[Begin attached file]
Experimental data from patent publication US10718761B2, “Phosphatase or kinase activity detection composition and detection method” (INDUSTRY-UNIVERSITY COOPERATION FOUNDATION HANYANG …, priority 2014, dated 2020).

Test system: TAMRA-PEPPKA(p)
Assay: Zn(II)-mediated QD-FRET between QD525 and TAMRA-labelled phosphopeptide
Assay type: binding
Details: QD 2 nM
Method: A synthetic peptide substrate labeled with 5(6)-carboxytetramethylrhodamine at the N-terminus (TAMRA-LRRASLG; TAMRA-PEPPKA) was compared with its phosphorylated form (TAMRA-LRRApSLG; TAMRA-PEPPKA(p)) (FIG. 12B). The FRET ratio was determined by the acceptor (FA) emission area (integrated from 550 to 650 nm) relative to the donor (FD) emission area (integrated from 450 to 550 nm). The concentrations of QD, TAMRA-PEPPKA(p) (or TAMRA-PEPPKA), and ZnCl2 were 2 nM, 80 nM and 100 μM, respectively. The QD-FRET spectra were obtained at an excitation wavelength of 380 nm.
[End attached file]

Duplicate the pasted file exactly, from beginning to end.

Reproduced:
Experimental data from patent publication US10718761B2, “Phosphatase or kinase activity detection composition and detection method” (INDUSTRY-UNIVERSITY COOPERATION FOUNDATION HANYANG …, priority 2014, dated 2020).

Test system: TAMRA-PEPPKA(p)
Assay: Zn(II)-mediated QD-FRET between QD525 and TAMRA-labelled phosphopeptide
Assay type: binding
Details: QD 2 nM
Method: A synthetic peptide substrate labeled with 5(6)-carboxytetramethylrhodamine at the N-terminus (TAMRA-LRRASLG; TAMRA-PEPPKA) was compared with its phosphorylated form (TAMRA-LRRApSLG; TAMRA-PEPPKA(p)) (FIG. 12B). The FRET ratio was determined by the acceptor (FA) emission area (integrated from 550 to 650 nm) relative to the donor (FD) emission area (integrated from 450 to 550 nm). The concentrations of QD, TAMRA-PEPPKA(p) (or TAMRA-PEPPKA), and ZnCl2 were 2 nM, 80 nM and 100 μM, respectively. The QD-FRET spectra were obtained at an excitation wavelength of 380 nm.